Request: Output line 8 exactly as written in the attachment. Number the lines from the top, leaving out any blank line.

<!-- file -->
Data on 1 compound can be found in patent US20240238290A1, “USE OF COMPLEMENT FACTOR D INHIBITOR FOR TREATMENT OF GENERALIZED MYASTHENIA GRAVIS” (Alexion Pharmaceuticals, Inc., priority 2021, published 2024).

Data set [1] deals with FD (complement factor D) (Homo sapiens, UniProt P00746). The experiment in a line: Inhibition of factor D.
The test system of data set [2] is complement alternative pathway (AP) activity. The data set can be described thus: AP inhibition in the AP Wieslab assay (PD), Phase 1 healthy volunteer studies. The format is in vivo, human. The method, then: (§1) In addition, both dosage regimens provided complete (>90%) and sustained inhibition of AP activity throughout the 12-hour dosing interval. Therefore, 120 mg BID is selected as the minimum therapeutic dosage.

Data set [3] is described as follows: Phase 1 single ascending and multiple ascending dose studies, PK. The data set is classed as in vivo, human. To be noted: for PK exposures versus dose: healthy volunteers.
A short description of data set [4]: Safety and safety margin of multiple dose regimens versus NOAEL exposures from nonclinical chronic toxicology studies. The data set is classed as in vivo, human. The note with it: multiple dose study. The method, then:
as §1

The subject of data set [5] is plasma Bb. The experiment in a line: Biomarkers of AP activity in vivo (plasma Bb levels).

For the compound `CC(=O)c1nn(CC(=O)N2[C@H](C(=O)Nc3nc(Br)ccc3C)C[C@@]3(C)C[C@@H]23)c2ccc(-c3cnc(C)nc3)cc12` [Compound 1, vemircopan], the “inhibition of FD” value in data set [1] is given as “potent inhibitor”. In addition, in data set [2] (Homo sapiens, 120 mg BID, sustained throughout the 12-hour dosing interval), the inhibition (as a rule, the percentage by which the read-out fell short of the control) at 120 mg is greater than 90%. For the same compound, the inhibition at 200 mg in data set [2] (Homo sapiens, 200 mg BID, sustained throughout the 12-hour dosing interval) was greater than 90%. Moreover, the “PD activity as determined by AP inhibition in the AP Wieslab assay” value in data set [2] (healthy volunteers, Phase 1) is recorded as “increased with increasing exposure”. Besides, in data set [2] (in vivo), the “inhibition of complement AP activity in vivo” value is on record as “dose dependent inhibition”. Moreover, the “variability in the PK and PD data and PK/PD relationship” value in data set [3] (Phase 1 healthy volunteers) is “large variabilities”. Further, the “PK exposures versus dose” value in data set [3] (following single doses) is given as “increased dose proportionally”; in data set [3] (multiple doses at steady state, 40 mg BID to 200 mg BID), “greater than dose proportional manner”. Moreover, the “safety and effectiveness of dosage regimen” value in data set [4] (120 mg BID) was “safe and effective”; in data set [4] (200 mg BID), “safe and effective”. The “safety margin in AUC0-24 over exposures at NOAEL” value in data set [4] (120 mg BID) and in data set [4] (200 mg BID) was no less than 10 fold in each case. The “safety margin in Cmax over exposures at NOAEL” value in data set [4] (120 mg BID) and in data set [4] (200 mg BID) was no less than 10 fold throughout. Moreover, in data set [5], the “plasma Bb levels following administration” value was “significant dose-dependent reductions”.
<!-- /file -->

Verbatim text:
For the compound `CC(=O)c1nn(CC(=O)N2[C@H](C(=O)Nc3nc(Br)ccc3C)C[C@@]3(C)C[C@@H]23)c2ccc(-c3cnc(C)nc3)cc12` [Compound 1, vemircopan], the “inhibition of FD” value in data set [1] is given as “potent inhibitor”. In addition, in data set [2] (Homo sapiens, 120 mg BID, sustained throughout the 12-hour dosing interval), the inhibition (as a rule, the percentage by which the read-out fell short of the control) at 120 mg is greater than 90%. For the same compound, the inhibition at 200 mg in data set [2] (Homo sapiens, 200 mg BID, sustained throughout the 12-hour dosing interval) was greater than 90%. Moreover, the “PD activity as determined by AP inhibition in the AP Wieslab assay” value in data set [2] (healthy volunteers, Phase 1) is recorded as “increased with increasing exposure”. Besides, in data set [2] (in vivo), the “inhibition of complement AP activity in vivo” value is on record as “dose dependent inhibition”. Moreover, the “variability in the PK and PD data and PK/PD relationship” value in data set [3] (Phase 1 healthy volunteers) is “large variabilities”. Further, the “PK exposures versus dose” value in data set [3] (following single doses) is given as “increased dose proportionally”; in data set [3] (multiple doses at steady state, 40 mg BID to 200 mg BID), “greater than dose proportional manner”. Moreover, the “safety and effectiveness of dosage regimen” value in data set [4] (120 mg BID) was “safe and effective”; in data set [4] (200 mg BID), “safe and effective”. The “safety margin in AUC0-24 over exposures at NOAEL” value in data set [4] (120 mg BID) and in data set [4] (200 mg BID) was no less than 10 fold in each case. The “safety margin in Cmax over exposures at NOAEL” value in data set [4] (120 mg BID) and in data set [4] (200 mg BID) was no less than 10 fold throughout. Moreover, in data set [5], the “plasma Bb levels following administration” value was “significant dose-dependent reductions”.